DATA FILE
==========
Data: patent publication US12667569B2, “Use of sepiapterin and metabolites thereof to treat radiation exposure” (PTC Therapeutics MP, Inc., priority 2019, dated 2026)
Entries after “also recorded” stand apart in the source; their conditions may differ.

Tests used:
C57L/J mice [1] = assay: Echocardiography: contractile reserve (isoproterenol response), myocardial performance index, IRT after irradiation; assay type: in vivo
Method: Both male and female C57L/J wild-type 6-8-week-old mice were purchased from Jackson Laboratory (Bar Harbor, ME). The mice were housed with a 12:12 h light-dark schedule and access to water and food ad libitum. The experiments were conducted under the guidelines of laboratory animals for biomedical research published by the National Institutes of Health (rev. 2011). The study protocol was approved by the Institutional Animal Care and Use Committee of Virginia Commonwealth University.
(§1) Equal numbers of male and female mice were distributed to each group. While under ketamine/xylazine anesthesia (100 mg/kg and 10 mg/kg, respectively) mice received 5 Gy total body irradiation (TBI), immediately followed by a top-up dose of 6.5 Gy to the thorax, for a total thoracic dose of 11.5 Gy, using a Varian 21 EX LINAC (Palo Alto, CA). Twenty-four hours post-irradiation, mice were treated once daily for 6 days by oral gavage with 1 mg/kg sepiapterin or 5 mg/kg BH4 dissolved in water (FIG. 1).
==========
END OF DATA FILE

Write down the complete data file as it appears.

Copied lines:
Data: patent publication US12667569B2, “Use of sepiapterin and metabolites thereof to treat radiation exposure” (PTC Therapeutics MP, Inc., priority 2019, dated 2026)
Entries after “also recorded” stand apart in the source; their conditions may differ.

Tests used:
C57L/J mice [1] = assay: Echocardiography: contractile reserve (isoproterenol response), myocardial performance index, IRT after irradiation; assay type: in vivo
Method: Both male and female C57L/J wild-type 6-8-week-old mice were purchased from Jackson Laboratory (Bar Harbor, ME). The mice were housed with a 12:12 h light-dark schedule and access to water and food ad libitum. The experiments were conducted under the guidelines of laboratory animals for biomedical research published by the National Institutes of Health (rev. 2011). The study protocol was approved by the Institutional Animal Care and Use Committee of Virginia Commonwealth University.
(§1) Equal numbers of male and female mice were distributed to each group. While under ketamine/xylazine anesthesia (100 mg/kg and 10 mg/kg, respectively) mice received 5 Gy total body irradiation (TBI), immediately followed by a top-up dose of 6.5 Gy to the thorax, for a total thoracic dose of 11.5 Gy, using a Varian 21 EX LINAC (Palo Alto, CA). Twenty-four hours post-irradiation, mice were treated once daily for 6 days by oral gavage with 1 mg/kg sepiapterin or 5 mg/kg BH4 dissolved in water (FIG. 1).